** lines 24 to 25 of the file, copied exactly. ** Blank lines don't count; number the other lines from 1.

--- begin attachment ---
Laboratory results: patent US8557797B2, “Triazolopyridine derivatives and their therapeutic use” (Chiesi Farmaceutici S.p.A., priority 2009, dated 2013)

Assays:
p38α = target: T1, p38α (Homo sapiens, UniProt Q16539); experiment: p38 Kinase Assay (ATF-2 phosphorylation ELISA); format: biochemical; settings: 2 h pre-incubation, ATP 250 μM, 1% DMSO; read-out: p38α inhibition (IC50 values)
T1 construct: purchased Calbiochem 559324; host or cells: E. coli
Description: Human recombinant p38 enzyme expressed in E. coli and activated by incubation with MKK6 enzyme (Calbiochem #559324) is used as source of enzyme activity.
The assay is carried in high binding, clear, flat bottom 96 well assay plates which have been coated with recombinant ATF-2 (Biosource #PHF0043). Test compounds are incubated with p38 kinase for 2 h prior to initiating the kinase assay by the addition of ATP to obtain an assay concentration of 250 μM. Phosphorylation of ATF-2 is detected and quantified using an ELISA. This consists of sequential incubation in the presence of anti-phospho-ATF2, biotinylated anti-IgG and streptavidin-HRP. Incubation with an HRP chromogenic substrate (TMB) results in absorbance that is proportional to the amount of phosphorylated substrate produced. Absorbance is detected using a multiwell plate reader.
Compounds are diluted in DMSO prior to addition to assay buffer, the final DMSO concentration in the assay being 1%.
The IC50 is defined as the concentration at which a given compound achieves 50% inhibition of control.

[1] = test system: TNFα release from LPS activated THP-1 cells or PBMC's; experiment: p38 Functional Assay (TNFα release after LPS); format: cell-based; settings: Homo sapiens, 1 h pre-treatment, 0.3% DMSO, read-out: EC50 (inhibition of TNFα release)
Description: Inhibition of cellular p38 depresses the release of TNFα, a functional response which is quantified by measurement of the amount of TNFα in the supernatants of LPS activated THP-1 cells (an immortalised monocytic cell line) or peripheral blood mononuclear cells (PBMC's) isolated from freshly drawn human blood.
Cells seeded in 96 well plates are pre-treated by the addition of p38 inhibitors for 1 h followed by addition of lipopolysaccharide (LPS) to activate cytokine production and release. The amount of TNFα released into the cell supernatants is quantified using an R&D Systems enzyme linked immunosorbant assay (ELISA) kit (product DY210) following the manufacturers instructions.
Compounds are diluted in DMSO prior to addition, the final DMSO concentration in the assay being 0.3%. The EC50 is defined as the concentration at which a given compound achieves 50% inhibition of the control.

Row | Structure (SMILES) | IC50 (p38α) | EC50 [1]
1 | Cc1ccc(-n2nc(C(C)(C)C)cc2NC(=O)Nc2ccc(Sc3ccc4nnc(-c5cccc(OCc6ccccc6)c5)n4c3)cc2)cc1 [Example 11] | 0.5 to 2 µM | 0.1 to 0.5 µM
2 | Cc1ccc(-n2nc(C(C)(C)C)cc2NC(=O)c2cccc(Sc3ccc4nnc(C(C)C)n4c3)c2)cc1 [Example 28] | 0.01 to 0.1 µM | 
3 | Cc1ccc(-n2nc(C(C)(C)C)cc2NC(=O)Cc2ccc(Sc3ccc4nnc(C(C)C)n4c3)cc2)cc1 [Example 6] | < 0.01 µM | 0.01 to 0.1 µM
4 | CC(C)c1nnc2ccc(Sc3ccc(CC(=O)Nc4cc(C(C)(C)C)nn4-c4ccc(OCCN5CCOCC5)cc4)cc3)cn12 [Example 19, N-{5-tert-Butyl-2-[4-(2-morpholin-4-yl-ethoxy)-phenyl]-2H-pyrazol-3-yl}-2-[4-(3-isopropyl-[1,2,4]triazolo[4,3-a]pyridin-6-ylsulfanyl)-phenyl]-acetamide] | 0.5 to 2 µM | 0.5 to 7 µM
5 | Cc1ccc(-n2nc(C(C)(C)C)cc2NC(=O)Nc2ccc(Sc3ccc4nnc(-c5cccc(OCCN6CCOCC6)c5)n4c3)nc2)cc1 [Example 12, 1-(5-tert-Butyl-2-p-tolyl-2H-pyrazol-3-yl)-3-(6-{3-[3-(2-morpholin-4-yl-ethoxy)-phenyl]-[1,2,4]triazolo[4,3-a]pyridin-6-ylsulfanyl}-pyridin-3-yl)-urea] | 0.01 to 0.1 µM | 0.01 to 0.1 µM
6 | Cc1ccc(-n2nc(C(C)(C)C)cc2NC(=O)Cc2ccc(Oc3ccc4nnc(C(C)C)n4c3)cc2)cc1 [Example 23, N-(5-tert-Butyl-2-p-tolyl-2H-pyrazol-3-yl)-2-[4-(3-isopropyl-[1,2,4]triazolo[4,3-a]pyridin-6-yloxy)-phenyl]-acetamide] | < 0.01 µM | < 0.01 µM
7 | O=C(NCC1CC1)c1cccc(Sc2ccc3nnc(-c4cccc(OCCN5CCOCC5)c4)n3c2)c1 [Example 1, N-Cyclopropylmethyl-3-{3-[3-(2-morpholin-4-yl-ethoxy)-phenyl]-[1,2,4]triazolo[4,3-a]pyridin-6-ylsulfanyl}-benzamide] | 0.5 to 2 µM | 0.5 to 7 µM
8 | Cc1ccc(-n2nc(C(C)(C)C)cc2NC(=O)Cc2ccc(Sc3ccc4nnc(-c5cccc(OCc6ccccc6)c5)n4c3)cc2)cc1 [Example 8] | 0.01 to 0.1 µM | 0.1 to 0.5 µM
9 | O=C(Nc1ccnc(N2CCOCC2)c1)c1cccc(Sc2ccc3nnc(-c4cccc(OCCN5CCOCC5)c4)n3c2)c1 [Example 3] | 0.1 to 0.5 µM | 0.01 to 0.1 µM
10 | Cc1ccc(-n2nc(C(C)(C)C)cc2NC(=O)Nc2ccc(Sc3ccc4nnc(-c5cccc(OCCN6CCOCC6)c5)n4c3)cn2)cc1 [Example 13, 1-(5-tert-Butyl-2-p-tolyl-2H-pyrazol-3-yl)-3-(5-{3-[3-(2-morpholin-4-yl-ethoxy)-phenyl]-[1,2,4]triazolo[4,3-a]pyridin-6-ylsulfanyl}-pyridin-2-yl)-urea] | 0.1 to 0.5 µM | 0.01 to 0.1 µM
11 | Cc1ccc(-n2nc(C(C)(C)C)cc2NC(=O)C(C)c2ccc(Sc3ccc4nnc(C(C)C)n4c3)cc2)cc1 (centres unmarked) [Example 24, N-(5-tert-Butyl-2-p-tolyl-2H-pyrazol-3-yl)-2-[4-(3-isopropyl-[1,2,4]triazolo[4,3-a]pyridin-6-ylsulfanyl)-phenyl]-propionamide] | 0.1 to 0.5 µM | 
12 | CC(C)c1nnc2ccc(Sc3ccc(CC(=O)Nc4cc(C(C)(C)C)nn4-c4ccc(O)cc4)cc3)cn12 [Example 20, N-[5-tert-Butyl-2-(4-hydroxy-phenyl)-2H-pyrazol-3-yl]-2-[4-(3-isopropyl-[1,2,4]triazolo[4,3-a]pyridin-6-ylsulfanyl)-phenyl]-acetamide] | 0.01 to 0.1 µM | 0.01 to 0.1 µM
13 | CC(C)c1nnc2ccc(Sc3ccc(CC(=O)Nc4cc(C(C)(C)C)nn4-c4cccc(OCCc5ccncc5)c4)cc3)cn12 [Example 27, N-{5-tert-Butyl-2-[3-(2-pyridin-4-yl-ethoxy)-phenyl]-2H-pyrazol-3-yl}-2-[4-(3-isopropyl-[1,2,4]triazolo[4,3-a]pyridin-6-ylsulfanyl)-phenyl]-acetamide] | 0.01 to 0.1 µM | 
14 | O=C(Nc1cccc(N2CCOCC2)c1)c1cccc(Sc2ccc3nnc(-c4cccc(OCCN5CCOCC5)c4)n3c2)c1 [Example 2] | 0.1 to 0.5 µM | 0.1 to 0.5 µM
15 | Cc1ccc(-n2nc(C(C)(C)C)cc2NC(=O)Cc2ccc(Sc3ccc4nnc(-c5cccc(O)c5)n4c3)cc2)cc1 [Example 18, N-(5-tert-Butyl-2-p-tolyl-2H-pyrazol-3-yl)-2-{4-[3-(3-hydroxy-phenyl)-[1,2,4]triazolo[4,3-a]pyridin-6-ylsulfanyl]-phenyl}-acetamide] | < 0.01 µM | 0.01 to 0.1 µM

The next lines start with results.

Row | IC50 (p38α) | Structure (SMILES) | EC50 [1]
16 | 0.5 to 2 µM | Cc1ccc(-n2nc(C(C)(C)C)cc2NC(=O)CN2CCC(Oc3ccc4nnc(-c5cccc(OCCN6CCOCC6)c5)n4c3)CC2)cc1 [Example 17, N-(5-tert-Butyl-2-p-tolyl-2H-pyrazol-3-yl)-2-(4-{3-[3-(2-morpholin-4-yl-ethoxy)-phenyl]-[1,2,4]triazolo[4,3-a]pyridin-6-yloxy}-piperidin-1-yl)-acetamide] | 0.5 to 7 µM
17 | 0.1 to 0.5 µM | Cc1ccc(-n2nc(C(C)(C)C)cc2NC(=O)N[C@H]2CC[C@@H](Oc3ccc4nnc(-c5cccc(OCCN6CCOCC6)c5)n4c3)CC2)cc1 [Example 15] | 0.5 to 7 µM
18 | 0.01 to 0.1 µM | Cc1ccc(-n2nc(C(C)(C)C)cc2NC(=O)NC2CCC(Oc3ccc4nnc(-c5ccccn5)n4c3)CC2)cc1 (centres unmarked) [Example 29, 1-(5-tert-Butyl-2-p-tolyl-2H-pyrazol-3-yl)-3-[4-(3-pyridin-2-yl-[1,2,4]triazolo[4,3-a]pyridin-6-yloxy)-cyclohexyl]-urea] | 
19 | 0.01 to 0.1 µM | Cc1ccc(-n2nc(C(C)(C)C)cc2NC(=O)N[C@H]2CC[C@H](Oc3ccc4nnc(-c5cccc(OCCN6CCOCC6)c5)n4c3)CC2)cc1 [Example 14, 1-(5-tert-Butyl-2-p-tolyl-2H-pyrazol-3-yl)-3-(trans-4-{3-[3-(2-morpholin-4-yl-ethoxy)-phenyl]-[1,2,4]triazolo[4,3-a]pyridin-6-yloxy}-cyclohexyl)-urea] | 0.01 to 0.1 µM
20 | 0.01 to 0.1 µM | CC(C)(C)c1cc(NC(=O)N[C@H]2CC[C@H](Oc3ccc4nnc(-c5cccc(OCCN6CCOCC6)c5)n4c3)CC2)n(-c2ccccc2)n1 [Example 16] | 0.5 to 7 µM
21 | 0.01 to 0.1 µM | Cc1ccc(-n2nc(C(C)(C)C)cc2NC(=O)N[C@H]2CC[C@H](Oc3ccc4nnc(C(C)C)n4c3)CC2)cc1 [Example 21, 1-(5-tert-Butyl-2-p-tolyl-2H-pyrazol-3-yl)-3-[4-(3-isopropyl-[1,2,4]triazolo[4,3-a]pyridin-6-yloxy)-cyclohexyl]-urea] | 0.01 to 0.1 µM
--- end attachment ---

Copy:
11 | Cc1ccc(-n2nc(C(C)(C)C)cc2NC(=O)C(C)c2ccc(Sc3ccc4nnc(C(C)C)n4c3)cc2)cc1 (centres unmarked) [Example 24, N-(5-tert-Butyl-2-p-tolyl-2H-pyrazol-3-yl)-2-[4-(3-isopropyl-[1,2,4]triazolo[4,3-a]pyridin-6-ylsulfanyl)-phenyl]-propionamide] | 0.1 to 0.5 µM | 
12 | CC(C)c1nnc2ccc(Sc3ccc(CC(=O)Nc4cc(C(C)(C)C)nn4-c4ccc(O)cc4)cc3)cn12 [Example 20, N-[5-tert-Butyl-2-(4-hydroxy-phenyl)-2H-pyrazol-3-yl]-2-[4-(3-isopropyl-[1,2,4]triazolo[4,3-a]pyridin-6-ylsulfanyl)-phenyl]-acetamide] | 0.01 to 0.1 µM | 0.01 to 0.1 µM